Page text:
June 22, 2013

U.S. needs injection of primary care

The ranks of the insured will swell next year – and that worries areas already low on family doctors.

By ANN SANNER The Associated Press

COLUMBUS, Ohio - Getting face time with the family doctor could soon become even harder.

Stephanie Place, Maria Cazho
click image to enlarge

Medical resident Stephanie Place examines Maria Cazho at the Erie Family Health Center in Chicago. Since last summer, Place, 28, has received hundreds of emails and phone calls from headhunters, recruiting agencies and health clinics.

The Associated Press

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A shortage of primary care physicians in some parts of the country is expected to worsen as millions of newly insured Americans gain coverage under the federal health care law next year. Doctors could face a backlog, and patients could find it difficult to get quick appointments.

Attempts to address the provider gap have taken on increased urgency ahead of the law's full implementation Jan. 1, but many of the potential solutions face a backlash from influential groups or will take years to bear fruit.

Lobbying groups representing doctors have questioned the safety of some of the proposed changes, argued they would encourage less collaboration among health professionals and suggested they could create a two-tiered health system offering unequal treatment.

Bills seeking to expand the scope of practice of dentists, dental therapists, optometrists, psychologists, nurse practitioners and others have been killed or watered down in numerous states. Other states have proposed expanding student loan reimbursements, but money for doing so is tight.

As fixes remain elusive, the shortfall of primary care physicians is expected to grow.

Nearly one in five Americans already lives in a region designated as having a shortage of primary care physicians, and the number of doctors entering the field isn't expected to keep pace with demand. About a quarter million primary care doctors work in America now, and the Association of American Medical Colleges projects the shortage will reach almost 30,000 in two years and will grow to about 66,000 in little more than a decade. In some cases, nurses and physician assistants help fill in the gap.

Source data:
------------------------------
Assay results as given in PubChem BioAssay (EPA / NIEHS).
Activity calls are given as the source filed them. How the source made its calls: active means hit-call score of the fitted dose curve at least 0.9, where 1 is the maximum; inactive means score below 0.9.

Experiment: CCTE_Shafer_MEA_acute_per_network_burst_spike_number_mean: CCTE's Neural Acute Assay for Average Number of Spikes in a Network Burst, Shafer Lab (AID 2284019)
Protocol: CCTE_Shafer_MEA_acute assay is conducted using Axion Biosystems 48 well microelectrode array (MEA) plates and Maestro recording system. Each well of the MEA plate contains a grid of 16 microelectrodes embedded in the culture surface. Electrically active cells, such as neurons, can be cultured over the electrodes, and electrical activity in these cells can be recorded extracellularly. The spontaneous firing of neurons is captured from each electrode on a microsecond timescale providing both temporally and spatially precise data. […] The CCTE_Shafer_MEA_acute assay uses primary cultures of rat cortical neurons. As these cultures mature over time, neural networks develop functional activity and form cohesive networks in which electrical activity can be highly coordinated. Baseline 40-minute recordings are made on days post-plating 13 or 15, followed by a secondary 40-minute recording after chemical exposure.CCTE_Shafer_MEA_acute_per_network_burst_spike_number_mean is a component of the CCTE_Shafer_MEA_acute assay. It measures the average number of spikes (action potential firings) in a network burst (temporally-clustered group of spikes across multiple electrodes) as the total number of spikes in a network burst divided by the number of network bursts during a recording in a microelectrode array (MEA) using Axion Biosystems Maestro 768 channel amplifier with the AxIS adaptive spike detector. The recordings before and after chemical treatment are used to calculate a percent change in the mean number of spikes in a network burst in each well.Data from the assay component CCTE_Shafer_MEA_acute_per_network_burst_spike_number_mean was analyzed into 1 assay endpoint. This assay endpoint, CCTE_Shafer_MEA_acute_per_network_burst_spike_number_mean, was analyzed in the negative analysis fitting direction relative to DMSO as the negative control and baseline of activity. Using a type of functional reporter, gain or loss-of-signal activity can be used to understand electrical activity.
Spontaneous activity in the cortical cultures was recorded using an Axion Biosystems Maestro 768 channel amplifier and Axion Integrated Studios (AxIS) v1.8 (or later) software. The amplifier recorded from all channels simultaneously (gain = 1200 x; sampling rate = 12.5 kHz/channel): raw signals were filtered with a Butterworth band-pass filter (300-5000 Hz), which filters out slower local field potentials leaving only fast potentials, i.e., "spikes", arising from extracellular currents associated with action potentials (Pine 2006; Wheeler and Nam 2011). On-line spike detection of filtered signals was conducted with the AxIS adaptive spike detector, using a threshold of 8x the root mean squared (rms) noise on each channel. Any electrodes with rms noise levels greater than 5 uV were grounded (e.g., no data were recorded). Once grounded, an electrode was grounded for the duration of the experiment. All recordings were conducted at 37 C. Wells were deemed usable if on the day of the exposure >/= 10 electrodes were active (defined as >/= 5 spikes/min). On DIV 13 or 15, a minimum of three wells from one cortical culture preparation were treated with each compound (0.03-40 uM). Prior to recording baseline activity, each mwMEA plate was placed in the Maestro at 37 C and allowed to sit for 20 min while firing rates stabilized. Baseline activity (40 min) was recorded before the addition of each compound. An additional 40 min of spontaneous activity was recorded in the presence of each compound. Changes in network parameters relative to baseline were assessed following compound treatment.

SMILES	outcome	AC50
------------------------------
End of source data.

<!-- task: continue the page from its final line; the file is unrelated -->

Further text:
The national shortfall can be attributed to a number of factors: The population has both aged and become more chronically ill, while doctors and clinicians have migrated to specialty fields such as dermatology or cardiology for higher pay and better hours.

The shortage is especially acute in impoverished inner cities and rural areas, where it already takes many months, years in some cases, to hire doctors, health professionals say.

"I'm thinking about putting our human resources manager on the street in one of those costumes with a 'We will hire you' sign," said Doni Miller, chief executive of the Neighborhood Health Association in Toledo, Ohio. One of her clinics has had a physician opening for two years.

In southern Illinois, the 5,500 residents of Gallatin County have no hospital, dentist or full-time doctor. Some pay $50 a year for an air ambulance service that can fly them to a hospital in emergencies. Women deliver babies at hospitals an hour away.

The lack of primary care is both a fact of life and a detriment to health, said retired teacher and community volunteer Kappy Scates of Shawneetown, whose doctor is 20 miles away in a neighboring county.

"People without insurance or a medical card put off going to the doctor," she said. "They try to take care of their kids first."

In some areas of rural Nevada, patients typically wait seven to 10 days to see a doctor.

"Many, many people are not taking new patients," said Kerry Ann Aguirre, director of business development at Northeastern Nevada Regional Hospital, a 45-bed facility in Elko, a town of about 18,500 that is a four-hour drive from Reno, the nearest sizable city.

Nevada is one of the states with the lowest rate per capita of active primary care physicians, along with Mississippi, Utah, Texas and Idaho, according to the Association of American Medical Colleges.

The problem will become more acute nationally when about 30 million uninsured people eventually gain coverage under the Affordable Care Act, which takes full effect next year.

(Continued on page 2)

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